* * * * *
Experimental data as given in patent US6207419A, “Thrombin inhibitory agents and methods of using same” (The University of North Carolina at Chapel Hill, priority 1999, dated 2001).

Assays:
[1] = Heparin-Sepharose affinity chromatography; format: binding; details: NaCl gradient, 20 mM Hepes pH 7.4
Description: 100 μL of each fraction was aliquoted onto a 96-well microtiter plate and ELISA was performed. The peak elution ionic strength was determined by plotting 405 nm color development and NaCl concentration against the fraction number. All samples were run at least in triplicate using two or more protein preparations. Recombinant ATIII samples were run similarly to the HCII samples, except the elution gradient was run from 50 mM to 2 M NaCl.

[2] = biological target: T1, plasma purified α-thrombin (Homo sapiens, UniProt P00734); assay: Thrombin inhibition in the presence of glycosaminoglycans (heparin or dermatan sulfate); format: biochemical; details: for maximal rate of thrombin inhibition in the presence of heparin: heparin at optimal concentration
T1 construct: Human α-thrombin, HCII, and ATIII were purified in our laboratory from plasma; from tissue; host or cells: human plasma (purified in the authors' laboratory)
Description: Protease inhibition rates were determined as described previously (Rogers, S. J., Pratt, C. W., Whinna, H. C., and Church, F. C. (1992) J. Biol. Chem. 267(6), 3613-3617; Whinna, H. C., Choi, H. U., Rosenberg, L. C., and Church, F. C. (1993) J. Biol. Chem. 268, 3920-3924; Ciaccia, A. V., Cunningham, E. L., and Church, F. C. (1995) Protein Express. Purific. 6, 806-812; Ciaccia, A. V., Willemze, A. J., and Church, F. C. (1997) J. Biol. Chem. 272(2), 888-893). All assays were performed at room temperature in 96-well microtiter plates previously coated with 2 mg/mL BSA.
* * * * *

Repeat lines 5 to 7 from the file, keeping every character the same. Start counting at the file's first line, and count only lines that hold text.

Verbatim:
[2] = biological target: T1, plasma purified α-thrombin (Homo sapiens, UniProt P00734); assay: Thrombin inhibition in the presence of glycosaminoglycans (heparin or dermatan sulfate); format: biochemical; details: for maximal rate of thrombin inhibition in the presence of heparin: heparin at optimal concentration
T1 construct: Human α-thrombin, HCII, and ATIII were purified in our laboratory from plasma; from tissue; host or cells: human plasma (purified in the authors' laboratory)
Description: Protease inhibition rates were determined as described previously (Rogers, S. J., Pratt, C. W., Whinna, H. C., and Church, F. C. (1992) J. Biol. Chem. 267(6), 3613-3617; Whinna, H. C., Choi, H. U., Rosenberg, L. C., and Church, F. C. (1993) J. Biol. Chem. 268, 3920-3924; Ciaccia, A. V., Cunningham, E. L., and Church, F. C. (1995) Protein Express. Purific. 6, 806-812; Ciaccia, A. V., Willemze, A. J., and Church, F. C. (1997) J. Biol. Chem. 272(2), 888-893). All assays were performed at room temperature in 96-well microtiter plates previously coated with 2 mg/mL BSA.